President Donald Trump wasted no time to reinstate what’s often called the “Mexico City policy,” or what critics refer to as the “global gag rule,” during his first week in office.
The policy prohibits groups from around the world that get US aid for family planning from using separate funding to engage in any abortion-related services, whether that be counseling, education, doctor referrals or local advocacy campaigns.
The US is the largest funder of global health and family planning programs worldwide. Democratic contender Joe Biden is at complete odds with Trump on this and other policies, and so the outcome of the upcoming election could carry big implications for women around the world.
Global reproductive rights advocates contend that the policy, and what Trump has done to expand it, goes well beyond abortion itself, and has harmful implications for women’s health overall.
Dr. Carole Sekimpi is the director of the Marie Stopes International program in Uganda, the largest provider of reproductive and sexual health services in the country.
In Uganda, which has one of the highest rates of teen pregnancy in sub-Saharan Africa, and abortions are illegal under most circumstances, Sekimpi’s group works to prevent unwanted pregnancies and unsafe abortions, and as part of that, offers abortion counseling.
“I think what really helps is to empower women with information to make informed choices concerning their bodies.”
“I think what really helps is to empower women with information to make informed choices concerning their bodies,” she said.
But when Trump reinstated the Mexico City policy, Sekimpi faced a tough decision: forfeit some $20 million in US aid but continue to offer services like abortion counseling, or take the funding but compromise what they do. Her group forfeited the funding, as did MSI clinics around the globe, some of which offer abortions where it is legal. Grants from USAID, which went exclusively toward contraception services, represented 17% of their overall budget.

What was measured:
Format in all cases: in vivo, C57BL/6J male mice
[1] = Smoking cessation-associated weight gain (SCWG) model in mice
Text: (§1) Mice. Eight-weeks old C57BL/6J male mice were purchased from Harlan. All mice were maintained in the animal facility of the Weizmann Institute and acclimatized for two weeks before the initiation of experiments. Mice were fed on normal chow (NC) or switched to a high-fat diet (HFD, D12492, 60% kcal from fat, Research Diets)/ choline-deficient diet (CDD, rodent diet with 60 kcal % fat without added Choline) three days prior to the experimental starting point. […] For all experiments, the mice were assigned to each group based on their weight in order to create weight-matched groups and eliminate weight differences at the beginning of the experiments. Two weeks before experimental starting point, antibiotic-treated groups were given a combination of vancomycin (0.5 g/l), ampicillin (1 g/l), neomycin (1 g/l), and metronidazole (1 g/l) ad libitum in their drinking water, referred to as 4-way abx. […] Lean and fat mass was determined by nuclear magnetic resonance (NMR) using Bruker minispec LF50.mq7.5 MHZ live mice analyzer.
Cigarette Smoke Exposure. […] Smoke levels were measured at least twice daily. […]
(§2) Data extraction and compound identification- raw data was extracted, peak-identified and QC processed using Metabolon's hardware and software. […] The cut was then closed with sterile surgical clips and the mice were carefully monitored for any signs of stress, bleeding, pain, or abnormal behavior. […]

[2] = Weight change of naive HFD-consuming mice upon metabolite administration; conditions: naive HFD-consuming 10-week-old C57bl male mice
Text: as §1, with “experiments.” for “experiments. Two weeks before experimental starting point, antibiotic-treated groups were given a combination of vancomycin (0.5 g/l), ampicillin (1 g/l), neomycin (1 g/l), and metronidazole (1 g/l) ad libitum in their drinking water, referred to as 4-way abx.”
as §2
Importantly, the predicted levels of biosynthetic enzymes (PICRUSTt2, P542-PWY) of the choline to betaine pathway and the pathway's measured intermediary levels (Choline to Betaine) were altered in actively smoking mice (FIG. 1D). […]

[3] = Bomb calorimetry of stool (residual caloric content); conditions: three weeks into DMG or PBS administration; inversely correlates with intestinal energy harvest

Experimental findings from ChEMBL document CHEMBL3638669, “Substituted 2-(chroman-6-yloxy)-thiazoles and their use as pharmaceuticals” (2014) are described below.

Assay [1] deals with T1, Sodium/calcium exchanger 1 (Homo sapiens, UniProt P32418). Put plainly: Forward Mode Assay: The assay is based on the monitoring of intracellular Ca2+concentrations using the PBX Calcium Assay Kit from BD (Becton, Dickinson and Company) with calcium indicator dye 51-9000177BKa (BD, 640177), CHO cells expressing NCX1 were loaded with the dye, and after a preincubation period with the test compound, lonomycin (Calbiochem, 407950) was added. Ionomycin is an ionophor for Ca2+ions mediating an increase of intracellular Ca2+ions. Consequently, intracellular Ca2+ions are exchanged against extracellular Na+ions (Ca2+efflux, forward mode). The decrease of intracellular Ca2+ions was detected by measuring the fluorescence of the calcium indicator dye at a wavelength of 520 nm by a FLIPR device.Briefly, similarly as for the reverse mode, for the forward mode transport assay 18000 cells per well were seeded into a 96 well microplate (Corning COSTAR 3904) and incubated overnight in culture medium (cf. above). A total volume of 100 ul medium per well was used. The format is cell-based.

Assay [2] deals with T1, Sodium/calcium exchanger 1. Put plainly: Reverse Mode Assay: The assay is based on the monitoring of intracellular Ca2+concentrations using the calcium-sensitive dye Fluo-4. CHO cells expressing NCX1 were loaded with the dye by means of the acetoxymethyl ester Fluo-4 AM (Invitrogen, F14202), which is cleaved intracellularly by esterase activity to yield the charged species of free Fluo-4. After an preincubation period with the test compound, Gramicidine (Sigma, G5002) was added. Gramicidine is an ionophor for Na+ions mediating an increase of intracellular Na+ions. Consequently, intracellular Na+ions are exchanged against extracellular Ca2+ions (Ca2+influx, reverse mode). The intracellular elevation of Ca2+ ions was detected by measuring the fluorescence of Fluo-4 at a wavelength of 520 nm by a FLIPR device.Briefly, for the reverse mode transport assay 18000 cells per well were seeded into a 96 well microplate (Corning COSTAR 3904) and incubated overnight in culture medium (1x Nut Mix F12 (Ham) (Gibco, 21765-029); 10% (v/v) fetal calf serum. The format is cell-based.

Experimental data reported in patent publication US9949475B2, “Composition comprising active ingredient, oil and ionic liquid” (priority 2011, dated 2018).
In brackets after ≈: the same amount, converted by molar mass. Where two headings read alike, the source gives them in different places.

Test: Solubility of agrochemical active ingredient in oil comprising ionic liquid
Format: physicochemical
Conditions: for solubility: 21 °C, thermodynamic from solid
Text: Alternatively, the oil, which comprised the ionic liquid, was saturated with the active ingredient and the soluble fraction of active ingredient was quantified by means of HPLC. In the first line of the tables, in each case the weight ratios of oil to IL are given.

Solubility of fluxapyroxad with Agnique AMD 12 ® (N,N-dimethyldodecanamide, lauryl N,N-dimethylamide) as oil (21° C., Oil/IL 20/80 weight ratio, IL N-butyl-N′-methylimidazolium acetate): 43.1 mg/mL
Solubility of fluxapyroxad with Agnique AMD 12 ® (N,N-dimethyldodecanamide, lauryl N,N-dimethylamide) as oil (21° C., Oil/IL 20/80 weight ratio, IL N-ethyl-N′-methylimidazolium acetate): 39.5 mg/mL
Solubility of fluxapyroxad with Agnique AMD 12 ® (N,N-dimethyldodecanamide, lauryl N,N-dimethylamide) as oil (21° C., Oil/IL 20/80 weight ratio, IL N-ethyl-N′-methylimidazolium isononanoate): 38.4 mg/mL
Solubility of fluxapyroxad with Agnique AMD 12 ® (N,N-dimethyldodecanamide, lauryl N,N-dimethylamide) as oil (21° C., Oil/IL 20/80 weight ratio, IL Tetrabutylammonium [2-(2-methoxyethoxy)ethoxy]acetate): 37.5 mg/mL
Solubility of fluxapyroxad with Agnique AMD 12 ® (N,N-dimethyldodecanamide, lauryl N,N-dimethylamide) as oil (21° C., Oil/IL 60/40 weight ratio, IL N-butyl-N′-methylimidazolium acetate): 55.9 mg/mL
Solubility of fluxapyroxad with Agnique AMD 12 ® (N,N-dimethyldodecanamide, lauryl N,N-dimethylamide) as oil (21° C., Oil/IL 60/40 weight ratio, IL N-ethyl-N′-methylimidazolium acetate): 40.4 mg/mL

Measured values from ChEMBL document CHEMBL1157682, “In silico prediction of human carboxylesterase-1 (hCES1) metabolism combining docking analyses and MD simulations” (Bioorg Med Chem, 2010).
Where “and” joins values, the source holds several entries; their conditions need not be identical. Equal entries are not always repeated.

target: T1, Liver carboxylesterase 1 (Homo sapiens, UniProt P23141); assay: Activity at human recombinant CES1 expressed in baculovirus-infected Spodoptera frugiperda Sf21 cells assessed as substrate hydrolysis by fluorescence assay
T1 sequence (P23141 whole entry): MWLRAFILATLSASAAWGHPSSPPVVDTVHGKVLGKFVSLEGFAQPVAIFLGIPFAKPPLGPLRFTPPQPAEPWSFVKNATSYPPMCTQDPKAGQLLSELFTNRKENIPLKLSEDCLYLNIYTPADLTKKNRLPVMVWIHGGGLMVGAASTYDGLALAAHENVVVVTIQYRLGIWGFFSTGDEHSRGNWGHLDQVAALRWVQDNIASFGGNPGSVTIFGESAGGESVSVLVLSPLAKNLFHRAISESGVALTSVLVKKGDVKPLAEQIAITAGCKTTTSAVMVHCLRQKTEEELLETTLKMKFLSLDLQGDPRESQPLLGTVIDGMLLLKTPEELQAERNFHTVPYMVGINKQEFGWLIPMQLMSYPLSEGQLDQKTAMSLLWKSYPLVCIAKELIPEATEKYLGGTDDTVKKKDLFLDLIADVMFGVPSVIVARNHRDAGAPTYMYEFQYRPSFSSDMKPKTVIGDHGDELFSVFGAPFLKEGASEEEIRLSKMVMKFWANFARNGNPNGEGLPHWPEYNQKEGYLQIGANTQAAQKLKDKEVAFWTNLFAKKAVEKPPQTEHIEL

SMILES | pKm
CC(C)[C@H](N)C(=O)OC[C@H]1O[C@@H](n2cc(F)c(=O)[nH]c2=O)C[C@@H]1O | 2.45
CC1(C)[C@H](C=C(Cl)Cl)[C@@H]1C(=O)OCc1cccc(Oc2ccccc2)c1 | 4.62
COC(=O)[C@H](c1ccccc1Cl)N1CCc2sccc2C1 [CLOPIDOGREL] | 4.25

“That really means a change in how you work, a change in how you deliver services to women and girls,” she said, adding that they had to scale down clinic partnerships and outreach services, especially in rural areas.
Under a Biden presidency, it’s likely that MSI wouldn’t have to do this. Biden’s campaign has said that if elected, he would use his executive action on his first day in office to withdraw the Mexico City policy.
Biden wouldn’t be the first to reverse the policy. Although direct US aid for abortion services has been restricted since the 1970s, President Ronald Reagan introduced the Mexico City policy in 1984, during a conference in Mexico City.
Since then, presidents have immediately repealed or reinstated it along party lines.
A worrying trend
This yo-yo-ing back and forth has allowed researchers like Nina Brooks, at Stanford University, to run comparisons to better assess the impact of the policy on abortion and women’s health in affected communities.
Brooks and her team identified a worrying trend.
“When the policy is in effect, the abortion rate increased by 40% in countries that were most vulnerable to the Mexico City policy’s funding restrictions relative to countries that were less reliant on US aid for family planning.”
“When the policy is in effect, the abortion rate increased by 40% in countries that were most vulnerable to the Mexico City policy’s funding restrictions relative to countries that were less reliant on US aid for family planning,” she said.